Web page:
Mrs. C lives in Moscow and is the managing director of a Russian company (Russia Co) that manufactures protection against biological and chemical weapons. The company has received a license for the production of these protections from Mrs. C, who holds the worldwide patents on a device that is used in the production of the protection. Mrs. C holds 50% of the shares in the Russia Co and so receives a large amount of royalties and dividends from it, for which she is subject to Russian Federation tax. Mrs. C wants to know whether she can exploit the patents in a more tax-effective way by bringing them offshore. She also wants to use the proceeds for charitable purposes and the education of her grandchildren. Mrs. C has one son, who is 10-years-old.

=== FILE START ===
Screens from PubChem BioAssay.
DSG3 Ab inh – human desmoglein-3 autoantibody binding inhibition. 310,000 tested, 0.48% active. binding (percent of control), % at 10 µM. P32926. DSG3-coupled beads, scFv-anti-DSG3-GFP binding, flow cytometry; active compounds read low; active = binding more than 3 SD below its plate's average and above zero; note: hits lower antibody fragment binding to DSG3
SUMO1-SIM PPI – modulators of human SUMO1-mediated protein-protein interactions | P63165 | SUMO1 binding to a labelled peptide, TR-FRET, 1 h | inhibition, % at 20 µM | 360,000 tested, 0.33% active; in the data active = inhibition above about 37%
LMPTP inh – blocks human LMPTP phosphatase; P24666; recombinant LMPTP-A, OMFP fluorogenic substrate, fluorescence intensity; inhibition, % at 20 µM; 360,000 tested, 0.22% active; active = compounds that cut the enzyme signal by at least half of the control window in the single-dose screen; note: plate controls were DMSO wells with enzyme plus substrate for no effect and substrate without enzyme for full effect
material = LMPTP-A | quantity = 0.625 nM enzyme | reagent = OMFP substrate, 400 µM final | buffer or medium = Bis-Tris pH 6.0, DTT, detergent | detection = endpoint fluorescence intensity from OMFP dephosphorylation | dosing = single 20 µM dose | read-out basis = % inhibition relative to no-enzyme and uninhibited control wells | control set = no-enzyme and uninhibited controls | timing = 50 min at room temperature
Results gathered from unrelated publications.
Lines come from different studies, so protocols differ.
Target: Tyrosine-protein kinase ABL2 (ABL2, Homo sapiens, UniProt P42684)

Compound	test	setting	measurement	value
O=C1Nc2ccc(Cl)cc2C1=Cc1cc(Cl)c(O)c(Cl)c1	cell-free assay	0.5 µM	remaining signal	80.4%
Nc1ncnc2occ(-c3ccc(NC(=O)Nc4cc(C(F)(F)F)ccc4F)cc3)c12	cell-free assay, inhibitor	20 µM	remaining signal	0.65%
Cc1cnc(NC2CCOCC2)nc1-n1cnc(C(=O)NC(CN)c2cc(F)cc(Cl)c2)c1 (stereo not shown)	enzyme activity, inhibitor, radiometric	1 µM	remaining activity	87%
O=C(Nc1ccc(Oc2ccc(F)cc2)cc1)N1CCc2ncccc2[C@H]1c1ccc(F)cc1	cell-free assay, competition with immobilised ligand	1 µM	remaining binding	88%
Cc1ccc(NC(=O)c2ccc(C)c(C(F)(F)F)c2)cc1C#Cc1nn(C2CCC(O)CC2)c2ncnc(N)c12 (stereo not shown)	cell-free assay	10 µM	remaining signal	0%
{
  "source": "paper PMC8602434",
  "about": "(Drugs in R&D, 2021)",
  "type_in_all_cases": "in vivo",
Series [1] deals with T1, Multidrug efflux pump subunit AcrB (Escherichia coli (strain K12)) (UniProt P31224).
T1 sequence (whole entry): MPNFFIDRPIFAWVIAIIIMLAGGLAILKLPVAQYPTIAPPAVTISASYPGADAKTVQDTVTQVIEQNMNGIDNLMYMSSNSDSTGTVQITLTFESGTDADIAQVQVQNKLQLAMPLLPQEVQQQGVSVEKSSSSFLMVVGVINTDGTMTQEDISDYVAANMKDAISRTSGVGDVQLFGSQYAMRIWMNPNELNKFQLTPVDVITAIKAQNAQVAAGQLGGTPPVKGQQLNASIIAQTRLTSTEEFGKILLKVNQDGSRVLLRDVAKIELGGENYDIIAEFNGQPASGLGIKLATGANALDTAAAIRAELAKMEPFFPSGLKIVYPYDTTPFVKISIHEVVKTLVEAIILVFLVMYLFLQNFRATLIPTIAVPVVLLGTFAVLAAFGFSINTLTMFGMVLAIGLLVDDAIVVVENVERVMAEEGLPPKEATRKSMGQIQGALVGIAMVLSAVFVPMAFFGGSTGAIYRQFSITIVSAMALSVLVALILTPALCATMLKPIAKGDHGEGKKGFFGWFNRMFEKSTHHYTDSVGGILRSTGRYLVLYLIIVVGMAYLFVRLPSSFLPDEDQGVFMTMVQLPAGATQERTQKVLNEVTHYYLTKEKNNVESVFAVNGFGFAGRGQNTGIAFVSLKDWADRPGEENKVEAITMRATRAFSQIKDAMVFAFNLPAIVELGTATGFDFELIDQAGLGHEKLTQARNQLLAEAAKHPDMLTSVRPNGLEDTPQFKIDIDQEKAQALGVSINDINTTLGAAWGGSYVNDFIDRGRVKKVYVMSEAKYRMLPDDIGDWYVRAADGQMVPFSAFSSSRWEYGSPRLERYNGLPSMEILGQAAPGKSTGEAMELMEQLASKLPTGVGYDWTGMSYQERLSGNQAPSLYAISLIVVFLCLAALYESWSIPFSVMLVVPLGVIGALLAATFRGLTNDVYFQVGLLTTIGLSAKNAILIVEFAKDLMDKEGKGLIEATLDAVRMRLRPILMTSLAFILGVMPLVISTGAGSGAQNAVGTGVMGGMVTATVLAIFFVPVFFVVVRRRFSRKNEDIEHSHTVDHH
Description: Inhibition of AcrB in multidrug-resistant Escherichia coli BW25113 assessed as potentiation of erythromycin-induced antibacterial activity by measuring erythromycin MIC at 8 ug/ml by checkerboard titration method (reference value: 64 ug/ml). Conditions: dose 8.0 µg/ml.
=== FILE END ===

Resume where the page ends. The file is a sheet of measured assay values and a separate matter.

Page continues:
Mrs. C can set up a trust for the purpose of divesting the personal assets. If a trust like this is set up, the first point to consider is whether there will be any Russian tax implications, regarding the transfer of the shares and the patent to an offshore trust.
There is no Russian gift tax liability and so, we can move the assets abroad to an offshore trust, which has been established in a low-tax country.
For a tax effective solution, the exploitation of the patents and the shareholding in the Russian company will have to be structured through separate intermediate holding companies.